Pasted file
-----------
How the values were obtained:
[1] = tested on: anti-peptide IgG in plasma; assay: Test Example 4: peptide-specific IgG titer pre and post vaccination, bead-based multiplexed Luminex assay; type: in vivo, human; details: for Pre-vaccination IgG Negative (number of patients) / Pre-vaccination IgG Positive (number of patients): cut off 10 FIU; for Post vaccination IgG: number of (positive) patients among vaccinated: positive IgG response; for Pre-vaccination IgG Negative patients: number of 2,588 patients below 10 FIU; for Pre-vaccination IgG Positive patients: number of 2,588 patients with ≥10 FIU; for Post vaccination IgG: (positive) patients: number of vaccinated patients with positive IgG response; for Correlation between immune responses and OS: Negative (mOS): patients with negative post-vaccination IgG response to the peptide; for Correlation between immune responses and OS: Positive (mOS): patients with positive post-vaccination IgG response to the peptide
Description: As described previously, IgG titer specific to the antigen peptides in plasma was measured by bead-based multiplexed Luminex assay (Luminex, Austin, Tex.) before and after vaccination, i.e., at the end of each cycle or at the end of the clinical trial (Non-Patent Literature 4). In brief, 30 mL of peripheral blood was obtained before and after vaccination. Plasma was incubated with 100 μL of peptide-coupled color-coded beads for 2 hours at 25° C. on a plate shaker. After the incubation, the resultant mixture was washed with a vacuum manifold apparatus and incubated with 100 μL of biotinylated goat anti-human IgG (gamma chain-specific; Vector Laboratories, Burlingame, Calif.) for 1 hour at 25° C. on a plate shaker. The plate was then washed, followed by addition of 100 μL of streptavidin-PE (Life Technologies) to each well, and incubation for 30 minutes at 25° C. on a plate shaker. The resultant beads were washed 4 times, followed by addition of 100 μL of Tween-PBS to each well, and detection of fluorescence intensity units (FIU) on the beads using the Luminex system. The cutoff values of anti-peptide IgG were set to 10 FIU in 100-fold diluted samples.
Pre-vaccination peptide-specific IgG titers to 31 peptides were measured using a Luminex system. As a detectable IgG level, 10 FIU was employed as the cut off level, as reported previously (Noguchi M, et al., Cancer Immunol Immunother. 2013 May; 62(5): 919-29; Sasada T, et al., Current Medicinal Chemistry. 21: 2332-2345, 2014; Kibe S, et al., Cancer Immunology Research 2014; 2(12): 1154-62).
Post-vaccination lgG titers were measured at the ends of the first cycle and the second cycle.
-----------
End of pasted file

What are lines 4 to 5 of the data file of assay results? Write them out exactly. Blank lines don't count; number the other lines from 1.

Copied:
Pre-vaccination peptide-specific IgG titers to 31 peptides were measured using a Luminex system. As a detectable IgG level, 10 FIU was employed as the cut off level, as reported previously (Noguchi M, et al., Cancer Immunol Immunother. 2013 May; 62(5): 919-29; Sasada T, et al., Current Medicinal Chemistry. 21: 2332-2345, 2014; Kibe S, et al., Cancer Immunology Research 2014; 2(12): 1154-62).
Post-vaccination lgG titers were measured at the ends of the first cycle and the second cycle.